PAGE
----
Bonsai artist Jim Peterson has more than 300 bonsai plants at his home in Penticton.
The carefully pruned trees, some of them decades old, have been his passion for the past 30 years.
It’s a delicate balance when you are pruning trees,” he said. “It’s a great learning experience.”
Peterson has also promoted bonsai and has worked to organize the Penticton Bonsai Display for more than 20 years. He also organizes bonsai workshops and promotes bonsai whenever he can.
Because of this dedication, he has received the international Bonsai Angel Award. The award was presented during a social event between the Penticton and Kelowna bonsai clubs in July.
The Bonsai Angel Award is given to an individual who promotes bonsai, organizes shows or workshops and shares knowledge, experience and artistic talent with those interested in learning more about bonsai.
Peterson’s interest in bonsai started after he retired, when he saw bonsai displays in Kelowna. Soon afterward, he found a book about bonsai, studied it, and began pruning trees for himself.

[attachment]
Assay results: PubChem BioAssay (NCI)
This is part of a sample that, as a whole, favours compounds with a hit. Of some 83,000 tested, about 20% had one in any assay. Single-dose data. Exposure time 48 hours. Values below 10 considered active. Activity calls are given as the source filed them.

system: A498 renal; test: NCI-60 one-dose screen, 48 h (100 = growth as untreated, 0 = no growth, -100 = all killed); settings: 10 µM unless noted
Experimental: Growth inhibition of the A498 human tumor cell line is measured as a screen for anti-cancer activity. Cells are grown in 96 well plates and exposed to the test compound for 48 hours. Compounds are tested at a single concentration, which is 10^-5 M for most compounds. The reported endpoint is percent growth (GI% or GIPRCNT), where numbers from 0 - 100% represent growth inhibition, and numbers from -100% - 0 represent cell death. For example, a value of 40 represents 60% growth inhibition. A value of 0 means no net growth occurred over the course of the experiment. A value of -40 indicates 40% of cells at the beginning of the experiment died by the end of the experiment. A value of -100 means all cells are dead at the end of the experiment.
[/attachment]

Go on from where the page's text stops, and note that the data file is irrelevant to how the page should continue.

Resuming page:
“Part of bonsai is trying to make it look like a natural tree,” he said.
The small trees have intricate curves and angles, the result of pruning or using wires to position the tree trunks and branches.
He added that working with the trees requires an ongoing commitment.
“The trees need daily care. You’ve got to work with them every day,” he said. “I enjoy working on the trees, not just having them.”
For those interested in bonsai, Peterson suggests reading and learning about it before beginning.
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